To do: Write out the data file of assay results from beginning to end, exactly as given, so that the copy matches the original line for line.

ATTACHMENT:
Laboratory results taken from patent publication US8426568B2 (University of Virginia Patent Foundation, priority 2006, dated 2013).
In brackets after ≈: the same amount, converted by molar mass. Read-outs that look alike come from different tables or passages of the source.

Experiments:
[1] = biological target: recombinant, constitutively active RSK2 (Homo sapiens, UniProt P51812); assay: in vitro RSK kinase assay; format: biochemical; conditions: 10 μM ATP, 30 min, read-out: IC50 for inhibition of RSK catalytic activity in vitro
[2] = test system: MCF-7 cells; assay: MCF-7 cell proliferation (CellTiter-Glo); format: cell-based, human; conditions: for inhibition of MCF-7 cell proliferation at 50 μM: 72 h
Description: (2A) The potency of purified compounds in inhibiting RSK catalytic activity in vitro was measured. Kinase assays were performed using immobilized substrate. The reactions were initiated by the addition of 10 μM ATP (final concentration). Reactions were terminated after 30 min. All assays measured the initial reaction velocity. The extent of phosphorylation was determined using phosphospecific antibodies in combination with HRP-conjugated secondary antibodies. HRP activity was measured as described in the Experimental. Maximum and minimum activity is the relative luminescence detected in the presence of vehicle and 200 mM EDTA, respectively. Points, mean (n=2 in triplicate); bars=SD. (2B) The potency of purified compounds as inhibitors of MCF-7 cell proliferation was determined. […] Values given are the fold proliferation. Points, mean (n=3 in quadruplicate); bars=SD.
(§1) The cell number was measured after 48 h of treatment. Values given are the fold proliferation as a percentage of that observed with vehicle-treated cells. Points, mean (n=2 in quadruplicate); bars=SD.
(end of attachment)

Laboratory results taken from patent publication US8426568B2 (University of Virginia Patent Foundation, priority 2006, dated 2013).
In brackets after ≈: the same amount, converted by molar mass. Read-outs that look alike come from different tables or passages of the source.

Experiments:
[1] = biological target: recombinant, constitutively active RSK2 (Homo sapiens, UniProt P51812); assay: in vitro RSK kinase assay; format: biochemical; conditions: 10 μM ATP, 30 min, read-out: IC50 for inhibition of RSK catalytic activity in vitro
[2] = test system: MCF-7 cells; assay: MCF-7 cell proliferation (CellTiter-Glo); format: cell-based, human; conditions: for inhibition of MCF-7 cell proliferation at 50 μM: 72 h
Description: (2A) The potency of purified compounds in inhibiting RSK catalytic activity in vitro was measured. Kinase assays were performed using immobilized substrate. The reactions were initiated by the addition of 10 μM ATP (final concentration). Reactions were terminated after 30 min. All assays measured the initial reaction velocity. The extent of phosphorylation was determined using phosphospecific antibodies in combination with HRP-conjugated secondary antibodies. HRP activity was measured as described in the Experimental. Maximum and minimum activity is the relative luminescence detected in the presence of vehicle and 200 mM EDTA, respectively. Points, mean (n=2 in triplicate); bars=SD. (2B) The potency of purified compounds as inhibitors of MCF-7 cell proliferation was determined. […] Values given are the fold proliferation. Points, mean (n=3 in quadruplicate); bars=SD.
(§1) The cell number was measured after 48 h of treatment. Values given are the fold proliferation as a percentage of that observed with vehicle-treated cells. Points, mean (n=2 in quadruplicate); bars=SD.